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In April of 2019, London’s Ultra Low Emission Zone, or ULEZ, went into effect. This geographical area in the heart of the capital was established to reduce the amount of air pollution in the most congested area of the city. There are heavy entry fines for vehicles which do not meet emissions standards.
Setting up and enforcing ULEZ was controversial at the time. However, several of the UK’s biggest cities have followed London’s example:
Currently, the low emission zones for the above cities only apply to buses, but it’s anticipated that, like London, these zones will eventually apply to trucks and cars which don’t meet current environmental standards, ie: are not Euro VI engine models. In the next few years, the following cities are expected to join them.
By the end of the decade, most of the UK could be affected by low emission zones or, possibly, T-charges.
T-charges, with the T standing for ‘toxicity,’ are extra fees applied to an existing congestion zone. They mainly apply to pre-2006 vehicles and are aimed at improving air quality by discouraging less environmentally friendly vehicles from operating in areas of high traffic.
Whether it’s a charge for entering a low emission zone or a charge for operating an older vehicle, as a fleet manager or business owner, you will need to have a plan for navigating these areas, and vehicle tracking can help.
Low emission zones and fleet vehicles
Any business that operates within a big city will be affected by a low emission zone being established in that city. The easiest way to deal with these zones is to ensure that all your fleet vehicles meet the emission standards, so that no charges will apply. This guide tells you which vehicles have to pay the ULEZ charge in London; most low emission zones will have the same standards. However, it’s not feasible that all fleets will be able to retire their older vehicles in favour of new ones, so fleet managers must be aware of any potential zones their vehicles will be entering.
Looking at ULEZ as an example, the daily charges could be something like:
- £12.50 for cars, smaller vans, motorbikes and other light vehicles
- £100.00 for lorries, buses, coaches and other heavy vehicles
If your vehicles must enter the ULEZ or any other zone on a regular basis, those charges will start adding up quickly.
It’s possible to pay solitary charges as they occur, or you can set up automatic monthly payments through Transport for London’s website. Remember, you should only ever set up auto payments through the governing authority, not a third-party site, to avoid scams.
How can vehicle tracking help?
Some fleet managers will be able to plan a route for their vehicles that will avoid these areas. Vehicle tracking can help you do this, even without specific software, by showing you exactly which routes your vehicles travel and how often they will cross into a low emission zone. It might not be possible to eliminate all travel into a zone, but if you could cut entry down to one vehicle, once a day, the reduction in costs would be significant.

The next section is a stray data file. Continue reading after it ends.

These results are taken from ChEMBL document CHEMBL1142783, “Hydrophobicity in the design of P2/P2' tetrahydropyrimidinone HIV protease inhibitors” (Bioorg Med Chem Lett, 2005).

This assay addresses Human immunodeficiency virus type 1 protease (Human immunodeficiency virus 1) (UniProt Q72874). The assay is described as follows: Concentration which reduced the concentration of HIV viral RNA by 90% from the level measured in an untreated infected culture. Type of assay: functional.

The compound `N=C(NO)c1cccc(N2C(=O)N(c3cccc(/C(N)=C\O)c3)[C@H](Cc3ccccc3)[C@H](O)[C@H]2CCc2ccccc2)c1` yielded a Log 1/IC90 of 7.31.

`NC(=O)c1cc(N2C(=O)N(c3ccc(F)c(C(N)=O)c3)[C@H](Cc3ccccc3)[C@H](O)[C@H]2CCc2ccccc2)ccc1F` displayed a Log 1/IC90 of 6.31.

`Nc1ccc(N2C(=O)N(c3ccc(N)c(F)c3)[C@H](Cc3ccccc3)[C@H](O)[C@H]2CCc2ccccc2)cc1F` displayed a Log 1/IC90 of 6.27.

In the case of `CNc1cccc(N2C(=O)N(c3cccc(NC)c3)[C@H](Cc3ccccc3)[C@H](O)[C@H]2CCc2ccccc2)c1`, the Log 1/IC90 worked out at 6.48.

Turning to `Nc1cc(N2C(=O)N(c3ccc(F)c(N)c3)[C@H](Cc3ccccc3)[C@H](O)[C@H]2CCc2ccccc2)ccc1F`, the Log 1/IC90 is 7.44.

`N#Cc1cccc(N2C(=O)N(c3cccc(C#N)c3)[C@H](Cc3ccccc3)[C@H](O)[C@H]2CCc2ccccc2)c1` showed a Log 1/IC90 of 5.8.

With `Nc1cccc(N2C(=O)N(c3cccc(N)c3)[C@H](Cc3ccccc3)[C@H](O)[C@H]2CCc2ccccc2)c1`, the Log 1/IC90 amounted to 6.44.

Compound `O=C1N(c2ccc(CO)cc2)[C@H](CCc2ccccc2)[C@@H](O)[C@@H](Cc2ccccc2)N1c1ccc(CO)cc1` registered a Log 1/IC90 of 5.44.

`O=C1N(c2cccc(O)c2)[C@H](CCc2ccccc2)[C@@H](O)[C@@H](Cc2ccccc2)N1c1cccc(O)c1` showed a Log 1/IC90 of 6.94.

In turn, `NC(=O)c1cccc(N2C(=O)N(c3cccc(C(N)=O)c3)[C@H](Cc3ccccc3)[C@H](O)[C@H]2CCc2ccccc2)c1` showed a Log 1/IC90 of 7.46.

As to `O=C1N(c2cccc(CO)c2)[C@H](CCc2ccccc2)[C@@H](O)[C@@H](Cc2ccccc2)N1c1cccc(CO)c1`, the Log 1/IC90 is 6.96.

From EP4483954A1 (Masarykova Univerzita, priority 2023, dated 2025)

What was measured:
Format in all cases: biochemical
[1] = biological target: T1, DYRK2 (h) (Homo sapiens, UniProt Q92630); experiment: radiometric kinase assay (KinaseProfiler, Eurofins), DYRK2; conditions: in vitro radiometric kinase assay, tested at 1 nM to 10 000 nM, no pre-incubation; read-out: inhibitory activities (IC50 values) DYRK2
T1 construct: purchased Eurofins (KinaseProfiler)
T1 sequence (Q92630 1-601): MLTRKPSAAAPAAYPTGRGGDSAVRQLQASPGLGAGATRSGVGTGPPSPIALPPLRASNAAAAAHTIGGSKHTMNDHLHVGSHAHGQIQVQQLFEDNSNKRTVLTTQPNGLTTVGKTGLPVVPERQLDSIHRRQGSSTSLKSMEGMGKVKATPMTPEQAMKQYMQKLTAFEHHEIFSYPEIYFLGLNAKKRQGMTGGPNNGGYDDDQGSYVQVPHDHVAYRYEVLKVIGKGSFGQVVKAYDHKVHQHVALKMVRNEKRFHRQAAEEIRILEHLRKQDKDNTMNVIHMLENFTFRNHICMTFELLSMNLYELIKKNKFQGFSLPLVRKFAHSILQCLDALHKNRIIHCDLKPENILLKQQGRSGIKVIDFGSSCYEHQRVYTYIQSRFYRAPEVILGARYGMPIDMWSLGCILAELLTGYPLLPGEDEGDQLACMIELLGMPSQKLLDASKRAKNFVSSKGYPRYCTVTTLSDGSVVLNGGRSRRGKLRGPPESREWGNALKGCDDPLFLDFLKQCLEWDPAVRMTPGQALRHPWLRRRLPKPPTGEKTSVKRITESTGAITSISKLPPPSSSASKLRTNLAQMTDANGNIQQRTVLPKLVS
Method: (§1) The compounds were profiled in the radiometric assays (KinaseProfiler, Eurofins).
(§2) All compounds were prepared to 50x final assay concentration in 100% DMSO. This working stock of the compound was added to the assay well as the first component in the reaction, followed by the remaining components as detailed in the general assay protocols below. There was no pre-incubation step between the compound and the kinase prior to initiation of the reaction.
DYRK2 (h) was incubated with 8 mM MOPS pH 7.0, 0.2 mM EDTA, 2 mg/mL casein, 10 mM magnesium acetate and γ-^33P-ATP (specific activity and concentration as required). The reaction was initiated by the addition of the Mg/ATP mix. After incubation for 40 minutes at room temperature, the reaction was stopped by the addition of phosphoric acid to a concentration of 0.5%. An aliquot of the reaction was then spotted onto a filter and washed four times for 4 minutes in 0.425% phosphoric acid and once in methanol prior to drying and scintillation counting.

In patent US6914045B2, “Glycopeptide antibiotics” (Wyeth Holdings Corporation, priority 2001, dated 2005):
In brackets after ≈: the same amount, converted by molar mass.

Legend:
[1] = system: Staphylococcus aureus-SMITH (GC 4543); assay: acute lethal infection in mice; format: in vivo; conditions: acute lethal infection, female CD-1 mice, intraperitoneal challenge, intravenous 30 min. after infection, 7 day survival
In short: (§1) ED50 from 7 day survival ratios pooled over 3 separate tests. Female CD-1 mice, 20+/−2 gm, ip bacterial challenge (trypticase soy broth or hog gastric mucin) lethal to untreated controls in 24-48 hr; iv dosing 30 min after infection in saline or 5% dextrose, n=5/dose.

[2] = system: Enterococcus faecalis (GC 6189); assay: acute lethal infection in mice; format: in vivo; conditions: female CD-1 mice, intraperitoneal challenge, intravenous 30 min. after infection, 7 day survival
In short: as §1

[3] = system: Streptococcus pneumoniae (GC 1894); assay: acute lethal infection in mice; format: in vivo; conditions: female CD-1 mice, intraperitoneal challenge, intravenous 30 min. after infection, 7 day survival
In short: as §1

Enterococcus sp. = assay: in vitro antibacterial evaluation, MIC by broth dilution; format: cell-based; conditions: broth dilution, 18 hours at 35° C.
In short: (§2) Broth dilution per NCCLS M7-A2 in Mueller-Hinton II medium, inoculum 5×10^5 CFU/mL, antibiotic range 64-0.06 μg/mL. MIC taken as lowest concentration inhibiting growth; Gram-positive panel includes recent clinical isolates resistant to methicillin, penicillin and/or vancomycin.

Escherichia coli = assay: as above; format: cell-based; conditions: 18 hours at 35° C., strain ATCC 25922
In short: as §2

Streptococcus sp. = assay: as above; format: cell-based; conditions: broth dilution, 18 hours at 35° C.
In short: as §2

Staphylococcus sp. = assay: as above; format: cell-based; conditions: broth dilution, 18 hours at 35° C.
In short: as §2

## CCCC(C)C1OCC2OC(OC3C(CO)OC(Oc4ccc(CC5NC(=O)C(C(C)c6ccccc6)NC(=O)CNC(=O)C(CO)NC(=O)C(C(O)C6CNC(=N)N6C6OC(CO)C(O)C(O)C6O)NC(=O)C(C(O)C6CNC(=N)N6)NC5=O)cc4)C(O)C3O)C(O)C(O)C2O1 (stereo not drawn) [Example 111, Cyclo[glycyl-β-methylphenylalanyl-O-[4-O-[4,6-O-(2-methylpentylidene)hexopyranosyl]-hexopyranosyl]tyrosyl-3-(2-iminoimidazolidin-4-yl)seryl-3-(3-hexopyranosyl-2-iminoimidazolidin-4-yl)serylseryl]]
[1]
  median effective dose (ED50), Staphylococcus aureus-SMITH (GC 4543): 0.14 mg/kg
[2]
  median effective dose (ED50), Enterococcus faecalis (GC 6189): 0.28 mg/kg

Vehicle tracking can also help by alerting you when your vehicles enter an established area, like a low emission zone. Geofencing can be used to set those areas up as forbidden for some or all of your vehicles. If a vehicle that shouldn’t go into a low emission zone enters one, you will get an alert via email or text message. This will prevent you from being hit with unexpected expenses.
But some fleet managers will have no choice and will have to have vehicles entering low emission zones regularly to deliver goods or visit customers. Vehicle tracking can also help with this by providing a tool by which you can independently verify exactly when and how often your vehicles should be charged. Driver logs, timesheets and time on site reports give you a complete picture of your fleet’s activity and will make sure you know exactly how much you owe.
Low emission zones in the future
Right now, it seems as if low emission zones or even ultra low emission zones are the future, but this might not necessarily be the case.
Recently, Leeds planned to enact a Clean Air Zone and was prepared to create a low emission zone in the city centre. However, due to the fact that 90% of buses and 80% of HGVs converted to cleaner Euro VI engines, the city achieved the aims of the proposed Clean Air Zone early and now no longer requires a low emission zone.
It’s possible that with the continued incorporation of environmentally friendly vehicles in UK fleets, the need for low emission zones will fade. Logistics UK (formerly FTA), which represents the entire UK logistics industry, supports this view.
Denise Beedell, Logistics UK’s Policy Manager for Vans and Urban says, “By the end of next year (2021), we estimate almost 80% of the GB truck fleet will be Euro VI. Euro VI has been mandatory in all new trucks since 2014, and the natural fleet replacement cycle is reaching the required standards meaning that environmental improvements driven by Clean Zones will begin to slow.”
Ms. Beedell goes on to say, “We want to see government and local authorities adopt a more comprehensive range of measures, such as incentivising the uptake of alternatively fuelled and electric commercial vehicles, more effective management of congestion, and enabling more deliveries to be retimed.”
So, ultra low emission zones don’t have to be the future; with time and effort, they can be reduced or even eliminated. But for now, a fleet manager must be aware of new zones, changes to existing zones and have a plan for their fleet. With vehicle tracking providing data and tools that can help, you can be prepared to navigate these areas.